Gatekeeping Is Precisely Why Most Films Don’t Receive Diverse Reviews

Prove To Me You Are Worthy

DarkSkyLady
Jan 24 · 6 min read
Black man sitting down writing in a notebook
Black man sitting down writing in a notebook
Photo by Brad Neathery on Unsplash

Freelance writing as a Black writer or PoC writer is filled with stress. At best, we are ignored by major outlets except when Black History Month rolls around or another month that focuses on a non-white group. The consensus is “we will look like assholes if we don’t have one of them write something for us”. Albeit, we are hired to contribute. Our income is a game of “will I survive this month” because they only want one or two tokens, if that, same as on their staff.

Few outlets staff us and even fewer staff us in numbers. You’ll usually find one or two Black people or people of color and the rest are variants of white. Pay as a contributor is rarely good, and often you’ll wait 3–6 months—prayers up it’s only that—to receive compensation. As a freelancer you want to pitch the major outlets but also know it’s a minefield even at the best of times because you rarely know how much they pay before you pitch or how long you will wait to get paid. How was this okay prior to a pandemic? How is this still happening now in the middle of one?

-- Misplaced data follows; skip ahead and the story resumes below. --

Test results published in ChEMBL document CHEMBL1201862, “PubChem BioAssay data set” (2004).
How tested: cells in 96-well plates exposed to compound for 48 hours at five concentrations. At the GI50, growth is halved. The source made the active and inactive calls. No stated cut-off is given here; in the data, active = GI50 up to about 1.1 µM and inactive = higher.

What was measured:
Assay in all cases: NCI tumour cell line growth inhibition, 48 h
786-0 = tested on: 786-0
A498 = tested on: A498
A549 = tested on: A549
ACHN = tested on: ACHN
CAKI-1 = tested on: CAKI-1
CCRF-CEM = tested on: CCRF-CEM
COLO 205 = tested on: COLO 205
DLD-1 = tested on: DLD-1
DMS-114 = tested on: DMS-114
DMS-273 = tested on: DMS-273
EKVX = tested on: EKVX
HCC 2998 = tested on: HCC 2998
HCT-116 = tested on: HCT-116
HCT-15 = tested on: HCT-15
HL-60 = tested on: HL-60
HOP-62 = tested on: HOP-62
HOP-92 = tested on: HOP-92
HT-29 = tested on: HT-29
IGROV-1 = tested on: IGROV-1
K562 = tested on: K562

Black man in bright green shirt with frills writing.
Black man in bright green shirt with frills writing.
Image by dmaxjr0 from Pixabay